, Volume 62, Issue 10, pp 608-613
Date: 10 Jun 2014

Prediction of early postoperative cerebral hemorrhage in infective endocarditis patients using magnetic resonance imaging

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To evaluate the relationship between preoperative magnetic resonance imaging (MRI) findings and the occurrence of postoperative intracranial hemorrhage (ICH) in infective endocarditis (IE) patients.


Between 2002 and 2012, 30 IE patients required surgical intervention. Four patients developed and 26 patients did not develop postoperative ICH. All patients underwent preoperative brain MRI. The presence of acute brain infarction was detected by diffusion-weighted imaging (DWI), and cerebral microbleeds were detected by T2*-weighted imaging.


Two ICH(+) patients died of stroke. Preoperative patient characteristics and operative results were not significantly different. Regarding MRI findings, the presence of cerebral microbleeds or acute brain infarction alone was not significantly different between the two groups (100 vs. 29.6 %, p = 0.07; 75.0 vs. 38.5 %, p = 0.37, respectively). The concurrent presence of cerebral microbleeds and acute brain infarction was significantly correlated with the development of major ICH (75 vs. 14.8 %, p = 0.04). In multiple logistic regression analyses, the concurrent presence of cerebral microbleeds and acute brain infarction on MRI was an independent predictor of major postoperative ICH (p = 0.03, odds ratio 16.5, 95 % confidence interval 1.35–201.3).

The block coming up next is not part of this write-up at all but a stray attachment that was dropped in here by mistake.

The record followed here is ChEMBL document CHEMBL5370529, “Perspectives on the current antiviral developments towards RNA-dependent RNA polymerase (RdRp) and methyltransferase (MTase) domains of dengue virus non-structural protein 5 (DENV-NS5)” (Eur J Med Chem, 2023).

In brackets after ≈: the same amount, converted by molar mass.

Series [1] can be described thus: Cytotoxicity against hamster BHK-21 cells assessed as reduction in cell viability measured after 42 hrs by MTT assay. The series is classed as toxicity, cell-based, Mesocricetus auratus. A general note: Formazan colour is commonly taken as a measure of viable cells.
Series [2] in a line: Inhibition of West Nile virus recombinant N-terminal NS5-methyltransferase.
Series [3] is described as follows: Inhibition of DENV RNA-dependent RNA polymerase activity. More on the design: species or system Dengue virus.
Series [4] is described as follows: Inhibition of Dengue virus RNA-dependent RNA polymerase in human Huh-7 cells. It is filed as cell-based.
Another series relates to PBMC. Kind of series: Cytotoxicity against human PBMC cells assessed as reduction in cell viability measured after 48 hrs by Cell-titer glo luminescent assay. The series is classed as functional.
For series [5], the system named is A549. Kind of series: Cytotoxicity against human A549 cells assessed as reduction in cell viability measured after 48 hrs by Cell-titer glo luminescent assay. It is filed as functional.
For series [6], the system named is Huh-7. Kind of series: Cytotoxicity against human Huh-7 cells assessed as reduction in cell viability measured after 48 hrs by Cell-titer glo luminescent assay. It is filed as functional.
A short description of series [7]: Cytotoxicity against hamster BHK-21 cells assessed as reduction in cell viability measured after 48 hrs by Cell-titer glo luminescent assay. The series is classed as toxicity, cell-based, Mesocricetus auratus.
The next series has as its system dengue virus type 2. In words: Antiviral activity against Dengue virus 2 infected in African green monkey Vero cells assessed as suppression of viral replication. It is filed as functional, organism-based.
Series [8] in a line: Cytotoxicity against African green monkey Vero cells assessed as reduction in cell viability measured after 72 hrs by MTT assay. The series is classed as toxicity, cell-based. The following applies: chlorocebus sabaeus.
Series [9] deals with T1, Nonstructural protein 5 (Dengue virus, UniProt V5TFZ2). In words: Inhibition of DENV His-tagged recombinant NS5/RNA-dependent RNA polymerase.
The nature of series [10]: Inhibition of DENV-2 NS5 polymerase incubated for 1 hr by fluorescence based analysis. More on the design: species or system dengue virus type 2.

The combination of T2*-weighted MRI and DWI may be useful to evaluate the risk of IE patients developing major postoperative cerebral bleeding.

A summary of this article was presented at The 66th Annual Scientific Meeting of The Japanese Association for Thoracic Surgery in Sendai.